Mountain bikers are a lucky lot in present times! Bikes are so well designed that there may never be such a thing as a "bad bike" ever again. Besides choosing from a myriad of suspension platforms to suit your riding style, the aesthetic of the bikes are also getting a whole lot better. While bike geometry numbers have been evolving in a relatively steady fashion where changes are concerned, it seems that new demands on the sport has triggered some product designers into taking bigger and bolder steps toward getting that "optimal" bike geometry. All for that whole new level of riding experience and performance. We rode the Mondraker Foxy Carbon recently, and … Man! Have we got some news to share!




Mountain biking is considered a youngling compared to other mainstream sports. The first purpose-built mountain bike was manufactured as recent as 1978. As with all products, there comes an initial discovery stage, an "industrial explosion" where many new entrants join in the initial industry boom, and then comes the equilibrium stage where those who didn't make the cut get weeded out. The battle for design followed and the few main linkage systems we see today are the essence from the past few decades of product design & development and riders' feedback. With the linkage battle eventually settling to a few established schools, bike designers can now choose the linkage that best suits the cycling characteristics they want to achieve. And almost certainly, they will get an awesome bike (or a complete bike product range). It has come to a point where almost every bike performs as well as expected. What is next then? While marginal changes to bike geometry is an on-going process (as with almost every new season of product range for any brand) it was never drastically altered from the previous year's models. Of course, this has to do with brands accumulating performance characteristic consistency and maintaining brand beliefs. But the question remains. Could there be something that the bike designers had overlooked, or should have ventured into? Could mountain bike designs be any better than it is now? What if you ride a mountain bike that made you feel like you're riding a rig that's one size larger than what you normally ride, but it enhances your performance, control, and overall confidence on the trail?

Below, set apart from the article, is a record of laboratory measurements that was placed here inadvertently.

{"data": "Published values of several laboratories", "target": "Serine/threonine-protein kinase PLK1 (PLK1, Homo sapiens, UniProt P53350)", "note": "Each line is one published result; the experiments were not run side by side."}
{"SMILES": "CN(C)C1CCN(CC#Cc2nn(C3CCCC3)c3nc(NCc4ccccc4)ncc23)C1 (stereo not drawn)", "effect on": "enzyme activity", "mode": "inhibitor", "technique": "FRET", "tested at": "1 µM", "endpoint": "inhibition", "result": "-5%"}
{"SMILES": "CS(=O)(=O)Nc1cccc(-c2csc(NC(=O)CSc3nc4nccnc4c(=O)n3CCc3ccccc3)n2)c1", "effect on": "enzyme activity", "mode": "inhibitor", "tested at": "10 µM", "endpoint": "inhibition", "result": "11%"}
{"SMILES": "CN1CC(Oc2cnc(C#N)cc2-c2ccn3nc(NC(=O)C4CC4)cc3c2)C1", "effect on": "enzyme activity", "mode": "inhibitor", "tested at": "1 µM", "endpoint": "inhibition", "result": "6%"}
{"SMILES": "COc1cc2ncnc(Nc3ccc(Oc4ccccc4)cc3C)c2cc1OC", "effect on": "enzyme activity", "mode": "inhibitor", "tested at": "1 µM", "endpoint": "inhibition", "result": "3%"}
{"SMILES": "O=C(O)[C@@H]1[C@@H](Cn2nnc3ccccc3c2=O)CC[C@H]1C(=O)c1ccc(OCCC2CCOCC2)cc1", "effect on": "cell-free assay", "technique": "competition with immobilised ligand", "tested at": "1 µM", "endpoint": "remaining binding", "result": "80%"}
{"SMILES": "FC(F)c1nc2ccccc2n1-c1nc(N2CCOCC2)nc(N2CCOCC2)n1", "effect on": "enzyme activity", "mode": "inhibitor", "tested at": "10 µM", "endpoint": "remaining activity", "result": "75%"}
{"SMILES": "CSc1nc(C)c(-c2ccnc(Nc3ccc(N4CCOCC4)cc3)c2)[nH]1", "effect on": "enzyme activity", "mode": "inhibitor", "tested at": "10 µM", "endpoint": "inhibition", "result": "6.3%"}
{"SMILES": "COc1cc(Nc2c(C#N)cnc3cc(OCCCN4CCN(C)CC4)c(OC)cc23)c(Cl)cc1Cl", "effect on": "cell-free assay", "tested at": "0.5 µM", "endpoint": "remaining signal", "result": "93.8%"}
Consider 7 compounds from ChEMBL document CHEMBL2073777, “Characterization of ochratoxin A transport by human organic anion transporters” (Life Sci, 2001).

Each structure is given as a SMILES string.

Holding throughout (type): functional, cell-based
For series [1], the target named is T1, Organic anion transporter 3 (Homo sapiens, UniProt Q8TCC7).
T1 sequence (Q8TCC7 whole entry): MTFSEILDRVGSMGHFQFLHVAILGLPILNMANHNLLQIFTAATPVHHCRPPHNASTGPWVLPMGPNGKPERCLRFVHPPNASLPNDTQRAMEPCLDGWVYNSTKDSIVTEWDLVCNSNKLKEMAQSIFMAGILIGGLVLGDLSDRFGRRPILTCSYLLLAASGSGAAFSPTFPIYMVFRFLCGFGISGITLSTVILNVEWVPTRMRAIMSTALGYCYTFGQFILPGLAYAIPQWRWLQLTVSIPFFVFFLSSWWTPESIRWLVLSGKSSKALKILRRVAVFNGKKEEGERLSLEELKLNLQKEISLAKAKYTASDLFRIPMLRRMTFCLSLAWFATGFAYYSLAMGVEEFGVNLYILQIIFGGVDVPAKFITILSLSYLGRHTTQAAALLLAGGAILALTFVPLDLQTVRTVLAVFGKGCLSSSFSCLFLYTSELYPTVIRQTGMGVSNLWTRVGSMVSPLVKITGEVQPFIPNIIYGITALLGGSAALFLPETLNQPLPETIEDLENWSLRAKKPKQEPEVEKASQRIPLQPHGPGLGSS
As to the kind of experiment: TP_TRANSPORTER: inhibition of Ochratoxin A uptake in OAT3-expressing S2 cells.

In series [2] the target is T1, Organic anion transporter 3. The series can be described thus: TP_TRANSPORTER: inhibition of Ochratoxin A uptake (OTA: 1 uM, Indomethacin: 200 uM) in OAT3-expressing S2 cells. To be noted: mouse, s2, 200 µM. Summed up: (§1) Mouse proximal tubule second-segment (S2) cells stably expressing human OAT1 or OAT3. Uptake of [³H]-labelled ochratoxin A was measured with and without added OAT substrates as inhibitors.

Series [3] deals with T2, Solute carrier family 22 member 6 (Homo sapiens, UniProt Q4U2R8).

The Mondraker Foxy Carbon is a sleek, aggressive looking trail bike in stealth black and red detailing. We liked its look the moment we set eyes on it. The test model (Foxy Carbon) is the entry level model for the range of Mondraker Foxy Carbon series. The other models are the Foxy Carbon R, RR and XR. The Foxy Carbon is made with a carbon front triangle and an Alloy 6061 rear triangle and uses a monoblock upper link in its suspension system. The first unique feature we noticed about the Foxy Carbon is its outstandingly long top tube and low standover. At first glance, some may say the bike looked "weird'. But to the rest, this bike looks masculine yet sleek. Being an entry level model in the Foxy's carbon range, the components are picked from the average to above-average level bins.

Perhaps the most talked about feature of any Mondraker bike is its long top tube and wheelbase (just as we had noticed). As such, we would provide a better picture of what this brand's unique concept is all about.

Mondraker's bike designs are based on what they call Forward Geometry. In their 3rd generation of Forward Geometry, they now apply this concept onto all their full suspension mountain bikes, and they are all coupled with Mondraker's proprietary Zero Suspension System.

To explain briefly, the Forward Geometry is supposed to improve control, handling, safety and stability through all types of terrain. This is achieved by crafting frames with long(er) top tubes, matched with the shortest stems possible. While somewhat similar bike reach for each bike size would be achieved, the rider would have his/her weight moved forward and in a stretched out posture. This posture, and by extension (no pun intended) the unique geometry numbers adopted by Mondraker, is thus responsible for giving the rider more confidence, control and opportunity for better speed. 

Zero Suspension is thus named for its aim to achieve zero power loss, zero pedal kickback, zero brake jack and zero bumps. Essentially, the Zero Suspension is a virtual pivot where the rear shock is floating between two links and is compressed from both ends. For all their full suspension bike models, the lower plate will compress the rear shock by about 35% and the upper plate by 65%. The positioning of the rear shock together with the compression that the shock receives from both sides give this suspension system its unique characteristic. On close inspection, both the upper and lower links rotate in the same direction and at full compression, they form almost a straight line with the bottom bracket. This is very similar to a certain famous pivot system, and with similar suspension characteristics too.



Mondraker bikes also adopt the Stealth Technology, which in essence forms the design language for their bike designs as well as the basis for their frames' structural optimization. With Stealth technology, the tubes on the bikes can take on flat faces and sharper angles as opposed to the traditional curved or round tubes. The end result is an overall stiffer frame. Stealth Carbon uses the previous experiences acquired from making aluminum frames and added effort on the specific position and direction of carbon plies for each bike model.